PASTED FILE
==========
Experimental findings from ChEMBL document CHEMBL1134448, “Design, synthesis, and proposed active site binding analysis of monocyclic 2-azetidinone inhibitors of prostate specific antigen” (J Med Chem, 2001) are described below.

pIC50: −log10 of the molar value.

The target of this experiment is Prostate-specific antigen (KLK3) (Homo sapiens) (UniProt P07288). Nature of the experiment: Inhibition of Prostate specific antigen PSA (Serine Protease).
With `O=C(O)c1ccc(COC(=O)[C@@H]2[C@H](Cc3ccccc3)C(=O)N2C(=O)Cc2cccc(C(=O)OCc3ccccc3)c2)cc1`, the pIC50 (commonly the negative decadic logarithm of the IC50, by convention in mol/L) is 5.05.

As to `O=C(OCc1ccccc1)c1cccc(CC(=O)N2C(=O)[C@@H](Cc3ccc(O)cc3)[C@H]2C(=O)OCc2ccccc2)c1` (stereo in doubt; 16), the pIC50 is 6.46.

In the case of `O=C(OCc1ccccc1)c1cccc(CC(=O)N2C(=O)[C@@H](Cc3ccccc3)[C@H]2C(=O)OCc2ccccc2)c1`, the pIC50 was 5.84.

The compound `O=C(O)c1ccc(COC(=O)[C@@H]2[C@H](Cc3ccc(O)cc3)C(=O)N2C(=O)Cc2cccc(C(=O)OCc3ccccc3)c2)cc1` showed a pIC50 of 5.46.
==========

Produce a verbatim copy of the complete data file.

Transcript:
Experimental findings from ChEMBL document CHEMBL1134448, “Design, synthesis, and proposed active site binding analysis of monocyclic 2-azetidinone inhibitors of prostate specific antigen” (J Med Chem, 2001) are described below.

pIC50: −log10 of the molar value.

The target of this experiment is Prostate-specific antigen (KLK3) (Homo sapiens) (UniProt P07288). Nature of the experiment: Inhibition of Prostate specific antigen PSA (Serine Protease).
With `O=C(O)c1ccc(COC(=O)[C@@H]2[C@H](Cc3ccccc3)C(=O)N2C(=O)Cc2cccc(C(=O)OCc3ccccc3)c2)cc1`, the pIC50 (commonly the negative decadic logarithm of the IC50, by convention in mol/L) is 5.05.

As to `O=C(OCc1ccccc1)c1cccc(CC(=O)N2C(=O)[C@@H](Cc3ccc(O)cc3)[C@H]2C(=O)OCc2ccccc2)c1` (stereo in doubt; 16), the pIC50 is 6.46.

In the case of `O=C(OCc1ccccc1)c1cccc(CC(=O)N2C(=O)[C@@H](Cc3ccccc3)[C@H]2C(=O)OCc2ccccc2)c1`, the pIC50 was 5.84.

The compound `O=C(O)c1ccc(COC(=O)[C@@H]2[C@H](Cc3ccc(O)cc3)C(=O)N2C(=O)Cc2cccc(C(=O)OCc3ccccc3)c2)cc1` showed a pIC50 of 5.46.